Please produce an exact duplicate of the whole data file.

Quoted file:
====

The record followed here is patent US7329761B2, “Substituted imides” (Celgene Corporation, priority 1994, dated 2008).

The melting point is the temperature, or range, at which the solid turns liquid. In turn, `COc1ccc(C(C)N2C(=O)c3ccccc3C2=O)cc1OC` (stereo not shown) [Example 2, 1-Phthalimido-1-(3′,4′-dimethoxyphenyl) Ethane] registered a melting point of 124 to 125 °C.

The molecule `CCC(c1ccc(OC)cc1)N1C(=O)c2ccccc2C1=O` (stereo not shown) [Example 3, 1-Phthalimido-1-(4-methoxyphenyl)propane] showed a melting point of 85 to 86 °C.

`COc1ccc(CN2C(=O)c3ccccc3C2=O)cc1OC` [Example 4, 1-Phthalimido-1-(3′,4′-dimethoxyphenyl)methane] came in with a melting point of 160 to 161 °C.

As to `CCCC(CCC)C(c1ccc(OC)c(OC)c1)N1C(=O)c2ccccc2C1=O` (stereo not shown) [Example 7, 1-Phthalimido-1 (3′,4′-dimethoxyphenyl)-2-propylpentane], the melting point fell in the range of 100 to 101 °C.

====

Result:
The record followed here is patent US7329761B2, “Substituted imides” (Celgene Corporation, priority 1994, dated 2008).

The melting point is the temperature, or range, at which the solid turns liquid. In turn, `COc1ccc(C(C)N2C(=O)c3ccccc3C2=O)cc1OC` (stereo not shown) [Example 2, 1-Phthalimido-1-(3′,4′-dimethoxyphenyl) Ethane] registered a melting point of 124 to 125 °C.

The molecule `CCC(c1ccc(OC)cc1)N1C(=O)c2ccccc2C1=O` (stereo not shown) [Example 3, 1-Phthalimido-1-(4-methoxyphenyl)propane] showed a melting point of 85 to 86 °C.

`COc1ccc(CN2C(=O)c3ccccc3C2=O)cc1OC` [Example 4, 1-Phthalimido-1-(3′,4′-dimethoxyphenyl)methane] came in with a melting point of 160 to 161 °C.

As to `CCCC(CCC)C(c1ccc(OC)c(OC)c1)N1C(=O)c2ccccc2C1=O` (stereo not shown) [Example 7, 1-Phthalimido-1 (3′,4′-dimethoxyphenyl)-2-propylpentane], the melting point fell in the range of 100 to 101 °C.